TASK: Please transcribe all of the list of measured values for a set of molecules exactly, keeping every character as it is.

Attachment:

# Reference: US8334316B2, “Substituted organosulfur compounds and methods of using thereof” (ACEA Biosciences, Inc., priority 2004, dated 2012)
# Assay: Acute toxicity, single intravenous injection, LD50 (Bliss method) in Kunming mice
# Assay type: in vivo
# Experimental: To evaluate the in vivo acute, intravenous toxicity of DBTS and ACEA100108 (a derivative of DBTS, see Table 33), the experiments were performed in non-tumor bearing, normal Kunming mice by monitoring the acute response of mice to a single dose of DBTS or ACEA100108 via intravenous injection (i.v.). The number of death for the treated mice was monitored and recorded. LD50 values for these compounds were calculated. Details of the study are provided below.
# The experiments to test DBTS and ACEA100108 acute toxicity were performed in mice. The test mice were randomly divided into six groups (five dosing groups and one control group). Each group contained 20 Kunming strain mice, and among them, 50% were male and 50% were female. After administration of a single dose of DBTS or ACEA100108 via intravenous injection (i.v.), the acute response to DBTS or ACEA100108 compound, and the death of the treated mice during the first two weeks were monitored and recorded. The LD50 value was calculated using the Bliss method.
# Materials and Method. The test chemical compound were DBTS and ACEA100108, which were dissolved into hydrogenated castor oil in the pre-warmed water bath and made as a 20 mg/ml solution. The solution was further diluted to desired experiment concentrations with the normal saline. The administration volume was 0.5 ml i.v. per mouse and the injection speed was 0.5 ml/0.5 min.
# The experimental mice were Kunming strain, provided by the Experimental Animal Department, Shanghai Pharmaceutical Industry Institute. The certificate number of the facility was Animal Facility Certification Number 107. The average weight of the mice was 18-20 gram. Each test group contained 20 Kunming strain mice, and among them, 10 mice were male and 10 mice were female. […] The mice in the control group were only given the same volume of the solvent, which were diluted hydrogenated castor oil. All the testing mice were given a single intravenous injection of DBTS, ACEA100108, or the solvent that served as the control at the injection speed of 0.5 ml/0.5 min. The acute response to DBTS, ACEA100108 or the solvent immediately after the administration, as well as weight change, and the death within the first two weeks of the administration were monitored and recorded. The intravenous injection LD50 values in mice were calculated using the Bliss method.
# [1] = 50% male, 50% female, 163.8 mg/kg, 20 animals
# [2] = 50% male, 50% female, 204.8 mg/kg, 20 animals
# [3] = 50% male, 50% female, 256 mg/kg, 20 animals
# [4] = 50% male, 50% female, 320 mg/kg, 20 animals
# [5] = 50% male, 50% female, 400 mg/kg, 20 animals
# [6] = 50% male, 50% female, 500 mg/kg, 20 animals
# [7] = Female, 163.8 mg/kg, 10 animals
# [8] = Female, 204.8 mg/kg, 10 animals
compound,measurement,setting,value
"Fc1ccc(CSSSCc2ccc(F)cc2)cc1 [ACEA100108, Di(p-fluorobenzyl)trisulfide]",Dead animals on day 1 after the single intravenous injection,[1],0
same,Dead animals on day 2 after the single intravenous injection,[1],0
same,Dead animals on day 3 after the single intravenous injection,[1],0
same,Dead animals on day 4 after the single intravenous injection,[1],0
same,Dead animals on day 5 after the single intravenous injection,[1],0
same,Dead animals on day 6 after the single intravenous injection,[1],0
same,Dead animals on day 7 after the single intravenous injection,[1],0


# Reference: US8334316B2, “Substituted organosulfur compounds and methods of using thereof” (ACEA Biosciences, Inc., priority 2004, dated 2012)
# Assay: Acute toxicity, single intravenous injection, LD50 (Bliss method) in Kunming mice
# Assay type: in vivo
# Experimental: To evaluate the in vivo acute, intravenous toxicity of DBTS and ACEA100108 (a derivative of DBTS, see Table 33), the experiments were performed in non-tumor bearing, normal Kunming mice by monitoring the acute response of mice to a single dose of DBTS or ACEA100108 via intravenous injection (i.v.). The number of death for the treated mice was monitored and recorded. LD50 values for these compounds were calculated. Details of the study are provided below.
# The experiments to test DBTS and ACEA100108 acute toxicity were performed in mice. The test mice were randomly divided into six groups (five dosing groups and one control group). Each group contained 20 Kunming strain mice, and among them, 50% were male and 50% were female. After administration of a single dose of DBTS or ACEA100108 via intravenous injection (i.v.), the acute response to DBTS or ACEA100108 compound, and the death of the treated mice during the first two weeks were monitored and recorded. The LD50 value was calculated using the Bliss method.
# Materials and Method. The test chemical compound were DBTS and ACEA100108, which were dissolved into hydrogenated castor oil in the pre-warmed water bath and made as a 20 mg/ml solution. The solution was further diluted to desired experiment concentrations with the normal saline. The administration volume was 0.5 ml i.v. per mouse and the injection speed was 0.5 ml/0.5 min.
# The experimental mice were Kunming strain, provided by the Experimental Animal Department, Shanghai Pharmaceutical Industry Institute. The certificate number of the facility was Animal Facility Certification Number 107. The average weight of the mice was 18-20 gram. Each test group contained 20 Kunming strain mice, and among them, 10 mice were male and 10 mice were female. […] The mice in the control group were only given the same volume of the solvent, which were diluted hydrogenated castor oil. All the testing mice were given a single intravenous injection of DBTS, ACEA100108, or the solvent that served as the control at the injection speed of 0.5 ml/0.5 min. The acute response to DBTS, ACEA100108 or the solvent immediately after the administration, as well as weight change, and the death within the first two weeks of the administration were monitored and recorded. The intravenous injection LD50 values in mice were calculated using the Bliss method.
# [1] = 50% male, 50% female, 163.8 mg/kg, 20 animals
# [2] = 50% male, 50% female, 204.8 mg/kg, 20 animals
# [3] = 50% male, 50% female, 256 mg/kg, 20 animals
# [4] = 50% male, 50% female, 320 mg/kg, 20 animals
# [5] = 50% male, 50% female, 400 mg/kg, 20 animals
# [6] = 50% male, 50% female, 500 mg/kg, 20 animals
# [7] = Female, 163.8 mg/kg, 10 animals
# [8] = Female, 204.8 mg/kg, 10 animals
compound,measurement,setting,value
"Fc1ccc(CSSSCc2ccc(F)cc2)cc1 [ACEA100108, Di(p-fluorobenzyl)trisulfide]",Dead animals on day 1 after the single intravenous injection,[1],0
same,Dead animals on day 2 after the single intravenous injection,[1],0
same,Dead animals on day 3 after the single intravenous injection,[1],0
same,Dead animals on day 4 after the single intravenous injection,[1],0
same,Dead animals on day 5 after the single intravenous injection,[1],0
same,Dead animals on day 6 after the single intravenous injection,[1],0
same,Dead animals on day 7 after the single intravenous injection,[1],0